Algernon Swinburne

Copyright Michael D. Robbins 2005


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Algernon Swinburne—Poet

April 5, 1837, London, England, 5:00 AM, LMT. (Source: Lois Rodden cites Lockhard who quotes Algernon Swinburn by J.O. Fuller, {1968} Sabian Symbols gives the same time) Died, April 10, 1909, 10:00 AM

(Ascendant, Pisces with Uranus in Pisces, H12; MC, Sagittarius; Sun conjunct Moon and Pluto, all in Aries, with Mercury conjunct Venus, also in Aries; Mars conjunct Jupiter in Taurus; Saturn in Scorpio; Neptune in Aquarius; NN in Taurus)

English poet of the Pre-Raphaelite movement. Unconventional in his views, and personal life; shocked society with his Poems and Ballads and his play Atlanta and Calydon
. Dissipation undermined his health; lived a quiet life after 1880.(Do not confuse with Gerard Manly Hopkins)


Hope thou not much, and fear thou not at all.

On the mountains of memory, by the world’s wellsprings,
In all men’s eyes,
Where the light of the life of him is on all past things,
Death only dies.

Love is a barren sea, bitter and deep;
And though she saw all heaven in flower above,
She would not love.

His speech is a burning fire;
With his lips he travaileth;
In his heart is a blind desire,
In his eyes foreknowledge of death:
He weaves, and is clothed with derision;
Sows, and he shall not reap;
His life is a watch or a vision
Between a sleep and a sleep.

Come with bows bent and with emptying of quivers,
Maiden most perfect,lady of light,
Before the beginning of years
There came to the making of man
Time, with a gift of tears;
Grief, with a glass that ran;

I shall die as my fathers died, and sleep as they sleep; even so.
For the glass of the years is brittle wherein we gaze for a span;
A little soul for a little bears up this corpse which is man.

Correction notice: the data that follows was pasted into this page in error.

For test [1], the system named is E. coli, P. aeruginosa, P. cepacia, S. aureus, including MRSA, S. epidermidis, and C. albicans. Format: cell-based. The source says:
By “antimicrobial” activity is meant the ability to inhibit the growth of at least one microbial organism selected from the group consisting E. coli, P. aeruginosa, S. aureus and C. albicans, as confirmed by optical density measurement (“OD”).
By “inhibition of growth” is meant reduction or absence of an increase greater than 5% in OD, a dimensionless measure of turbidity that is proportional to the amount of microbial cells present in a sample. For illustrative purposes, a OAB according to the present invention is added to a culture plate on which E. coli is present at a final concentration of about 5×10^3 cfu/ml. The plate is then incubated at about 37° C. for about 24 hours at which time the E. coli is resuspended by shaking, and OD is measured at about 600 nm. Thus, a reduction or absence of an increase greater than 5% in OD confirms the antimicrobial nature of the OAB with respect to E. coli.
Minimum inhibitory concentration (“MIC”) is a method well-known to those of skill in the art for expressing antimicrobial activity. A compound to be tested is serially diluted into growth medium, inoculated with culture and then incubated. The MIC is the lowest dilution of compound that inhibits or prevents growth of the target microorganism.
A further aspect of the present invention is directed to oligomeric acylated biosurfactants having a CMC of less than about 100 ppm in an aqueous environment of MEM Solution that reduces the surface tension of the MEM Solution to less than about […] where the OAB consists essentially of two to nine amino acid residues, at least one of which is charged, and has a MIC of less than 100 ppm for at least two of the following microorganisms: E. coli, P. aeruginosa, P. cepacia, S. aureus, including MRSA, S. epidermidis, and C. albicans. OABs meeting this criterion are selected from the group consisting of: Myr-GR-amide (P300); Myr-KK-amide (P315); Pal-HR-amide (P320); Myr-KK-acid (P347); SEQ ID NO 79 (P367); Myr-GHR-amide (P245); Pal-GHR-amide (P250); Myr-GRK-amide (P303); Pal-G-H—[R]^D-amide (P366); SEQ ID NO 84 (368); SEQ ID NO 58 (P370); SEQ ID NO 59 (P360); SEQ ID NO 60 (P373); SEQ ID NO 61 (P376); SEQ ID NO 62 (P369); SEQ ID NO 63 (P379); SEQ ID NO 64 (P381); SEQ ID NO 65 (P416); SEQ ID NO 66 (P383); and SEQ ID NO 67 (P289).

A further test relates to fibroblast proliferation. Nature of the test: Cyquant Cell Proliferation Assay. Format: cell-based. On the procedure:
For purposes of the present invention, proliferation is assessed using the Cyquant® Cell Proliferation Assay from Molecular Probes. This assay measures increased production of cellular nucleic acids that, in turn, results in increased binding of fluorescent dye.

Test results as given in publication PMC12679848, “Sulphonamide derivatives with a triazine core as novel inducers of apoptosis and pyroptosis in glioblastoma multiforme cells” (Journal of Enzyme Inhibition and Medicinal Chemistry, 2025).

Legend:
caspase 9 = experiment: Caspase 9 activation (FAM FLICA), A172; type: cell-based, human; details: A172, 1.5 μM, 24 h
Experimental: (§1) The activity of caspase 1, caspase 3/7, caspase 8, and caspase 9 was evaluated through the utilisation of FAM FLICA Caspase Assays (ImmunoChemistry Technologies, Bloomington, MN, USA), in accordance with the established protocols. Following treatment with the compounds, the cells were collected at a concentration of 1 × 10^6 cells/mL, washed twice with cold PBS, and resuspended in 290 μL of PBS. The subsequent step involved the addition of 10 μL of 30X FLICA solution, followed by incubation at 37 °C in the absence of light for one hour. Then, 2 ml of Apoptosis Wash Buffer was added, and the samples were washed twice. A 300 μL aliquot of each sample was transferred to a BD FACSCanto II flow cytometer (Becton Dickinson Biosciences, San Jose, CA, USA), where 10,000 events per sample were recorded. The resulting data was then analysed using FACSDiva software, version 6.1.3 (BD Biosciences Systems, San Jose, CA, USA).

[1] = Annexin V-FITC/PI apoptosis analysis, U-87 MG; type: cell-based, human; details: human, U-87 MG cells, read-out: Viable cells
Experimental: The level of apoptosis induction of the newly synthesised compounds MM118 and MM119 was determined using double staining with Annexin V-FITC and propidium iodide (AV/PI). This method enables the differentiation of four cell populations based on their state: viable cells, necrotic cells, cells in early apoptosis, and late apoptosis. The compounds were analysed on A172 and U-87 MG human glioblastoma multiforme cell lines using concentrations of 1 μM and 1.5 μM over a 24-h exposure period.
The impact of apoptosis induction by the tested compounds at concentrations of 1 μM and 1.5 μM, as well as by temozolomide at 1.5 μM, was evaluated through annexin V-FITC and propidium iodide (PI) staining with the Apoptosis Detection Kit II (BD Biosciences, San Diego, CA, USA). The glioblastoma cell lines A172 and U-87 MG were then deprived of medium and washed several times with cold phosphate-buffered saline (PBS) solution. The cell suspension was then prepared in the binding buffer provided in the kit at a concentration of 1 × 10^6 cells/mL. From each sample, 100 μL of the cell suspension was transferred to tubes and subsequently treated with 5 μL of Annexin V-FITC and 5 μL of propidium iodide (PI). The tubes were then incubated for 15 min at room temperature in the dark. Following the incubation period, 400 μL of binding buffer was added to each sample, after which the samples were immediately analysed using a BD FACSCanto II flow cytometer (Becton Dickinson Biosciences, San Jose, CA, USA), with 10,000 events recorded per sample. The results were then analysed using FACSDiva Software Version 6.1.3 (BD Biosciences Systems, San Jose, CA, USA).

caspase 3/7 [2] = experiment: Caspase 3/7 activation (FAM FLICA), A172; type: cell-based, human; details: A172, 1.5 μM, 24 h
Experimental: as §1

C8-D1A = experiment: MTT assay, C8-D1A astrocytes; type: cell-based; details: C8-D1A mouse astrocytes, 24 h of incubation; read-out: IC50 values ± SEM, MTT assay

So long I endure, no longer; and laugh not again, neither weep.
For there is no God found stronger than death; and death is a sleep.

Doubt is faith in the main: but faith, on the whole, is doubt;
We cannot believe by proof: but could we believe without?

O sleepless heart and sombre soul unsleeping,
That were athirst for sleep and no more life
And no more love, for peace and no more strife!

I am sick of singing; the bays burn deep and chafe: I am fain
To rest a little from praise and grievous pleasure and pain.


A. C. Swinburne: Biography

Algernon Charles Swinburne was born April 5, 1837 in Grosvenor Place, London, but spent most of his boyhood on the Isle of Wight, where both his parents and grandparents had homes. With Shelley and Byron, he is one of the very few poets since the days of Raleigh and Sidney to come from the aristocracy: his father was an admiral and his maternal grandfather the third earl of Ashburnham. He was very close to his other grandfather, who was born and brought up in France and continued to think and dress like a French nobleman of the ancien régime (the days before the Revolution). He and the poet's mother trained young Algernon in French and Italian.

In religion, the Swinburnes were true to their class, meaning that they were High Church Anglicans (see Church of England), and the poet had a Bible reader's detailed knowledge of the scriptures and of standard interpretative methods, including typology, prophecy, and apocalyptics. His treatment of Christianity seems a characteristically idiosyncratic one -- that is, although he delighted in opposing organized religion and savagely attacked the Roman Catholic Church for its political role in a divided Italy, he makes detailed use of biblical allusion, though often for blasphemous ends. Although Algernon turned to nihilism while at Oxford, he never became indifferent to religion, as "Hymn to Proserpine" (text of poem) and "Hertha" make clear.

Growing up, he had a very close relationship with a cousin, Mary Gordon, and was disconsolate when she married. At Oxford he met nearly everyone who would influence his later life, including Rossetti, Morris, and Burne-Jones, who in 1857 were painting their Arthurian murals on the walls of the Oxford Union, and Benjamin Jowett, the master of Balliol College, who recognized his poetic talent and tried to keep him from being expelled when he began celebrating Orsini, the Italian patriot who attempted to assassinate Napoleon III in 1858. Leaving Oxford in 1860, he became very friendly with the Rossettis. After Elizabeth Siddall's (Mrs. Rossetti)'s death in 1862, he and Rossetti moved to Tudor House, 16 Cheyne Walk, Chelsea.